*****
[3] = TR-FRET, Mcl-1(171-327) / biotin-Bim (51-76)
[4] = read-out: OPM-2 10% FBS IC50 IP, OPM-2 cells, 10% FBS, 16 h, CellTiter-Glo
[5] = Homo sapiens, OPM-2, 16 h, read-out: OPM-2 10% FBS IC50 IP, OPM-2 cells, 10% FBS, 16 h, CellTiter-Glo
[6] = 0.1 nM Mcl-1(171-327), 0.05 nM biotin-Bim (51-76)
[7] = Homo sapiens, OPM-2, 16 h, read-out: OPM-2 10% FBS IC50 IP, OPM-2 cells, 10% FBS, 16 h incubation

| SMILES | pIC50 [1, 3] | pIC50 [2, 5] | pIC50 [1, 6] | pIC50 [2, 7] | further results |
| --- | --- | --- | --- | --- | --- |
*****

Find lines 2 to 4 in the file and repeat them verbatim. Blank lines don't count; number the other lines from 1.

[4] = read-out: OPM-2 10% FBS IC50 IP, OPM-2 cells, 10% FBS, 16 h, CellTiter-Glo
[5] = Homo sapiens, OPM-2, 16 h, read-out: OPM-2 10% FBS IC50 IP, OPM-2 cells, 10% FBS, 16 h, CellTiter-Glo
[6] = 0.1 nM Mcl-1(171-327), 0.05 nM biotin-Bim (51-76)